My first experience of journalism was aged 15, as a work experience assistant at my local newspaper. I spent a week in the newsroom, and for the best part of it I was bashing out 'News In Brief' articles - the 'NIBs' that nobody else wanted to write.
A NIB, for the uninitiated, generally runs between 50 and 100 words and normally sits alongside a bunch of its peers in a boxed-out column. Headlines are emboldened but there generally aren't pictures, so the emphasis is on creating a column that the reader can scan and choose what's interesting.
Two decades later, I've come to the conclusion that all journalists should start their career writing NIBs - the skill of being able to distill a 700 word press release, a one page fax or a hastily-scribbled set of notes into an informative snippet is more important now than it ever has been.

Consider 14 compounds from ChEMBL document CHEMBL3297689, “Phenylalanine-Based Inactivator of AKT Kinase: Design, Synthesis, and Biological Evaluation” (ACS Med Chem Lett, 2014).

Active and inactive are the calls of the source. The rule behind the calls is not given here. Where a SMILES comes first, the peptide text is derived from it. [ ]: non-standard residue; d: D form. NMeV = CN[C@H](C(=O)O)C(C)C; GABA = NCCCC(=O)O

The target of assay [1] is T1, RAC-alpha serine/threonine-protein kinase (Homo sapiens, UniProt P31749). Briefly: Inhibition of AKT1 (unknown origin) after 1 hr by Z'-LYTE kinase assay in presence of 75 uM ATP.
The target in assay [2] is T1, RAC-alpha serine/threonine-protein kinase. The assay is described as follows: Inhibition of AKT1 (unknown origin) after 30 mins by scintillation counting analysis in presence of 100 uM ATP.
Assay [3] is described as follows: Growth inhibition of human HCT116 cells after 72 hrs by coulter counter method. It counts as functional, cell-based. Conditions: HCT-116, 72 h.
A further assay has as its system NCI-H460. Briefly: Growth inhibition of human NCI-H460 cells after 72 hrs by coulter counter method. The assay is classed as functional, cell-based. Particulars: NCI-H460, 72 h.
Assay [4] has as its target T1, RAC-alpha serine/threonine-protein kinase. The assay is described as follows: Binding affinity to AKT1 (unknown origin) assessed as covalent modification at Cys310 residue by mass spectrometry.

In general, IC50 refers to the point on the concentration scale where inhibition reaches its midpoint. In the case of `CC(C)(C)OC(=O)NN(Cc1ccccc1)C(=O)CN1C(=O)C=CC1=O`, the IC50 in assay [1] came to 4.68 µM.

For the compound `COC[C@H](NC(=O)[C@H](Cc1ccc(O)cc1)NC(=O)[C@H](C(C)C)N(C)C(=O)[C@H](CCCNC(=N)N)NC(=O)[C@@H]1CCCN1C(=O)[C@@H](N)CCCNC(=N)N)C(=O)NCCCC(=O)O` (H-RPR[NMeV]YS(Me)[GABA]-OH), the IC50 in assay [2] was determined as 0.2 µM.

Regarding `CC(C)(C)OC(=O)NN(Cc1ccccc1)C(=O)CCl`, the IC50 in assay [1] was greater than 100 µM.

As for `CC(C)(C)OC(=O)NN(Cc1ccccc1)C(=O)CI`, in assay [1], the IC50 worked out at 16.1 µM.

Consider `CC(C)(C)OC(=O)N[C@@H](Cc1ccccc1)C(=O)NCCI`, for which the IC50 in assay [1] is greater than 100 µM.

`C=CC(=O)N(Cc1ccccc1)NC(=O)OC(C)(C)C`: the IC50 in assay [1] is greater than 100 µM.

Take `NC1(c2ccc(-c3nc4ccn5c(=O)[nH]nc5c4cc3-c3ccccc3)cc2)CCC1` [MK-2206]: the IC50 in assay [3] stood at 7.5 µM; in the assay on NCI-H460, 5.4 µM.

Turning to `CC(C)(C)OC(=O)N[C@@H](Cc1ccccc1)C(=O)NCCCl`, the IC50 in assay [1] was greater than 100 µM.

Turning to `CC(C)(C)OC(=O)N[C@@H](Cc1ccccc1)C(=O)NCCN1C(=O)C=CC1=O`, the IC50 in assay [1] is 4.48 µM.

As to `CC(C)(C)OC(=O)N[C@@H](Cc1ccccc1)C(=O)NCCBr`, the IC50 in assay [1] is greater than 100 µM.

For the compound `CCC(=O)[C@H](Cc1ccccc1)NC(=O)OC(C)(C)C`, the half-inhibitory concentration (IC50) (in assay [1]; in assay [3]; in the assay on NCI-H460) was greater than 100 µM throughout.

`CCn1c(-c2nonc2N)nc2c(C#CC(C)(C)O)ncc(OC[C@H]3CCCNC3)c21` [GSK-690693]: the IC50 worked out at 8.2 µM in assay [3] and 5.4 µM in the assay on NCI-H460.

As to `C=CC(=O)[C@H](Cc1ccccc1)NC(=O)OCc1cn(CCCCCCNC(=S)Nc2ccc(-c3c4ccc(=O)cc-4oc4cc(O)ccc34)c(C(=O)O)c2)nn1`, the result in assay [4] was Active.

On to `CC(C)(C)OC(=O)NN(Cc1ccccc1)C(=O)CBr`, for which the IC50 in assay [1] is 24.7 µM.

This seems counter-intuitive, given that the shift from print to digital has made the column inch limitation a thing of the past. But digital has also slashed the attention spans of readers, creating new 'modes' of reading which aren't well served by longform style - I love a ten-page investigation as much as the next guy, but I'm never going to get through it on the bus.
Writing NIBs also forces journalists to cut their writing, removing the unnecessary metaphor or wordplay which tend to characterize bad writing. News journalism, after all, is about relaying a story in a manner in which it can be understood.
That's why AP targets 300-500 words per story. It's why this blog post is under 300 words. And it's why every journalism career should begin with NIBs.